Seven Years in Tibet [1997]

Directed by Jean-Jacques Annaud, ‘Seven Years in Tibet’ re-tells the true story of an Austrian mountain climber, Heinrich Harrer, who gets captured by the British army in Himalaya as World War 2 begins. Heinrich succeeds to escape the POW camp, after several attempts, and finds himself in the holy city of Lhasa, Tibet, where he becomes close friends with the Dalai Lama.

What makes this film a must-see is first of all the plot: it’s such a beautiful, inspiring and emotional story – I was very moved by it and the fact that it’s based on a true story makes it even better. Moreover, the director was able to capture the Tibetan culture and the atrocity of the Chinese invasion in Tibet.

Second of all, the acting is breathtaking – Jean Jacques Annaud did an amazing job in directing his actors/actresses.

I was mostly impressed by the performance of Brad Pitt: the way he portrays his character is on point and from the first scene you understand what kind of character Heinrich Harrer is. Also, the way his character develops from being arrogant and selfish to being self-less and kind is gradual and realistic.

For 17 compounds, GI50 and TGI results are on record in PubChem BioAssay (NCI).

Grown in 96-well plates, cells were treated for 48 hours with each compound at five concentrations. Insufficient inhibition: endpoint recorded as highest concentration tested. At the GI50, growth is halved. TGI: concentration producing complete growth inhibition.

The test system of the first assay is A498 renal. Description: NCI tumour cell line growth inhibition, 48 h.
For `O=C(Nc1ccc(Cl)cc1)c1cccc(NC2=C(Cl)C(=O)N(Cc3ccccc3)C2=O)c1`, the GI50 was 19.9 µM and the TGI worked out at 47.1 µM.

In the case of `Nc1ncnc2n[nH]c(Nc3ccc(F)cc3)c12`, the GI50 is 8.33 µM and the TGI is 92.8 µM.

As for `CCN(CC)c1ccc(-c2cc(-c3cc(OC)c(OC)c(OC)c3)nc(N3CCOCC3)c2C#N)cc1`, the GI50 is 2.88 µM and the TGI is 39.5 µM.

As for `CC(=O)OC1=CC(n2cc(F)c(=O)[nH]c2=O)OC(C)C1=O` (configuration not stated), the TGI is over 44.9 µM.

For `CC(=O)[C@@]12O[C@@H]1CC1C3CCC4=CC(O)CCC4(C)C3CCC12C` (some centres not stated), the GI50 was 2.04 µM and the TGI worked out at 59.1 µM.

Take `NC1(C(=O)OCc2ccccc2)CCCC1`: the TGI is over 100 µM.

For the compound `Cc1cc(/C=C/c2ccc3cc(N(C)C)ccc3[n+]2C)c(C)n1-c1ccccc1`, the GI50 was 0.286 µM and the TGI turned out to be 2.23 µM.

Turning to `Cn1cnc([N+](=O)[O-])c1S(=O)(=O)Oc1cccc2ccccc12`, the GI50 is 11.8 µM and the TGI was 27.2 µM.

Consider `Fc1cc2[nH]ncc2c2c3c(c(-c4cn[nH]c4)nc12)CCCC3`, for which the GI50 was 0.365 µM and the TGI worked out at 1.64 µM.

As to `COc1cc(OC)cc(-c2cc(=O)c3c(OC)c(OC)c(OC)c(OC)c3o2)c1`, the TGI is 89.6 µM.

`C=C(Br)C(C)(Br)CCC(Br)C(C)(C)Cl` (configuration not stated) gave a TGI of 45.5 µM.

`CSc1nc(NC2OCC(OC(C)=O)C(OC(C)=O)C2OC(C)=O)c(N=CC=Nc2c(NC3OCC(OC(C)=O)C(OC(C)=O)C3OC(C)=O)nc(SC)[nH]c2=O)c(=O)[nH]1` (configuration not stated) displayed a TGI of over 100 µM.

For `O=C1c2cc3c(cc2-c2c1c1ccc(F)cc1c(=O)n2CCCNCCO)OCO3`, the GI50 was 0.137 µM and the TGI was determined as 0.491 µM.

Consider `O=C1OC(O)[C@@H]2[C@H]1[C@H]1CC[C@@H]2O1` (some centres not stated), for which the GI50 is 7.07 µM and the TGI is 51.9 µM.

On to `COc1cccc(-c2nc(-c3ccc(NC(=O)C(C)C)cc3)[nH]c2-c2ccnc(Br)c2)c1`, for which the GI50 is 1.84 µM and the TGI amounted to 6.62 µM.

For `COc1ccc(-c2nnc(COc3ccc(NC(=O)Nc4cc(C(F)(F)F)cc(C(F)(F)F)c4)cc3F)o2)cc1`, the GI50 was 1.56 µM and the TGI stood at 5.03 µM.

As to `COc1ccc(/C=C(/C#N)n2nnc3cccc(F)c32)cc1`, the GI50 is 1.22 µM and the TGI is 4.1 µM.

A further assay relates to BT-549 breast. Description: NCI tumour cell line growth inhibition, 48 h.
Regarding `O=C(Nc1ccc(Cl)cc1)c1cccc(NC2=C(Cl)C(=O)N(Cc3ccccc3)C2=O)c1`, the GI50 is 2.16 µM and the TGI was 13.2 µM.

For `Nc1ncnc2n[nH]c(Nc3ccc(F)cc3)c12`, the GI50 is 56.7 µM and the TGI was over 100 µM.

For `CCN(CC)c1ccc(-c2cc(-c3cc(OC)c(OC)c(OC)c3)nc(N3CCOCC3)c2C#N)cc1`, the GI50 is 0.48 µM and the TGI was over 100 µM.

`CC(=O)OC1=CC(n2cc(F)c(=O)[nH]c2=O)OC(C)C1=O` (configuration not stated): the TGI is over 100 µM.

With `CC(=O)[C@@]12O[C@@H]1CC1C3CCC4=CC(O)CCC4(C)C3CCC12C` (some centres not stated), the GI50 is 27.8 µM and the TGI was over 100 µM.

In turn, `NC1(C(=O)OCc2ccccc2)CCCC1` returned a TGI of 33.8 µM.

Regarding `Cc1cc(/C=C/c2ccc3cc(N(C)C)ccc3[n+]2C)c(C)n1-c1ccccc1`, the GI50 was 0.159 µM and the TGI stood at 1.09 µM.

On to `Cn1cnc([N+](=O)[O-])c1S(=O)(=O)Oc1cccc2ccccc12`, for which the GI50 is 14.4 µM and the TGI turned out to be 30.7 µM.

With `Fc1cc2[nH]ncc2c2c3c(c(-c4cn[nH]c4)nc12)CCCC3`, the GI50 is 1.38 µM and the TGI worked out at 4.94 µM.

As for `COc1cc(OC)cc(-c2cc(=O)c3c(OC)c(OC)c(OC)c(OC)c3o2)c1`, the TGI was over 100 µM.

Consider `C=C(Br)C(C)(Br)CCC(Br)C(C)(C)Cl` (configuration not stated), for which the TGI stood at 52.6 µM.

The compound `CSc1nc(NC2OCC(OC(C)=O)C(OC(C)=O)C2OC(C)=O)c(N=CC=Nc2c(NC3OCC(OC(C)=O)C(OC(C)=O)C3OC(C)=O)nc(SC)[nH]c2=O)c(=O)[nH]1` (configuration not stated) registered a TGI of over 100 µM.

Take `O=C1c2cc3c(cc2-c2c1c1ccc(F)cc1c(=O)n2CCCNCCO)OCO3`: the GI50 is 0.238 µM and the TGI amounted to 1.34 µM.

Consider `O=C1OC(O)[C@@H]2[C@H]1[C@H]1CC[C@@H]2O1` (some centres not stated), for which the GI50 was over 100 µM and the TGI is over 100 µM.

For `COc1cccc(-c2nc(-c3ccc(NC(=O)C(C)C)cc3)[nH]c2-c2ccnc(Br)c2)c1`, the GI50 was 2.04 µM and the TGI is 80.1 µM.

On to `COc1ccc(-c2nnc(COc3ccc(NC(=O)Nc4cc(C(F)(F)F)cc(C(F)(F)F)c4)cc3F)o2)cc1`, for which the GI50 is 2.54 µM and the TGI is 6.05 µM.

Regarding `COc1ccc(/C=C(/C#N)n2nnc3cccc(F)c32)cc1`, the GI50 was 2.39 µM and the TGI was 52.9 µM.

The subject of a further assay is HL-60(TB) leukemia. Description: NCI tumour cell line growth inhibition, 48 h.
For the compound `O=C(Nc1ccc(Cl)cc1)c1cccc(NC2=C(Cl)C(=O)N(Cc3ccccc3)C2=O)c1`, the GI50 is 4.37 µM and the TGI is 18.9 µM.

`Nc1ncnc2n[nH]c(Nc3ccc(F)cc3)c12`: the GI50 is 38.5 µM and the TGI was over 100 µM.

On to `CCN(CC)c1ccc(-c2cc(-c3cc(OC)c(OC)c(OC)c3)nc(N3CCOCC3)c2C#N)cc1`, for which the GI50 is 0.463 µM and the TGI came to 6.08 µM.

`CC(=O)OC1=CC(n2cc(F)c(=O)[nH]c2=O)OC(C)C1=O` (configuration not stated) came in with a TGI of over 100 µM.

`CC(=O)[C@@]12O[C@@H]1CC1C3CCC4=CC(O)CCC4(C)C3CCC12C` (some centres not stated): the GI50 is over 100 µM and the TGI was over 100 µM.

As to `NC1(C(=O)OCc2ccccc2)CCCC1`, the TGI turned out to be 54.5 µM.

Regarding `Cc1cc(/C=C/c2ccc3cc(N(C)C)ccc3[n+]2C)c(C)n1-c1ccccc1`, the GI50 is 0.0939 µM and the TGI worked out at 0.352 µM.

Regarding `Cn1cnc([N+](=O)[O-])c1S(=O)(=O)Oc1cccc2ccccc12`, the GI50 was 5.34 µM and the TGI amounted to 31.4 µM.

Third of all, I really loved the visuals; they highlight the beautiful landscapes of the Himalayas and Tibet. Furthermore, the color palette is on point – I did my research on what red and yellow mean to Tibetan buddhism and apparently red signifies force and preservation and yellow stands for rootedness and renunciation [which makes sense since the movie is about the Tibetan to have the force to defeat the Chinese and to keep their independence and their culture. But also, all along the film Heinrich learns to renounce his ego and his attachment to materialism]

I really enjoyed this film and I really advise you to watch it, especially that it revolves around a topic that not a lot of people talk about.



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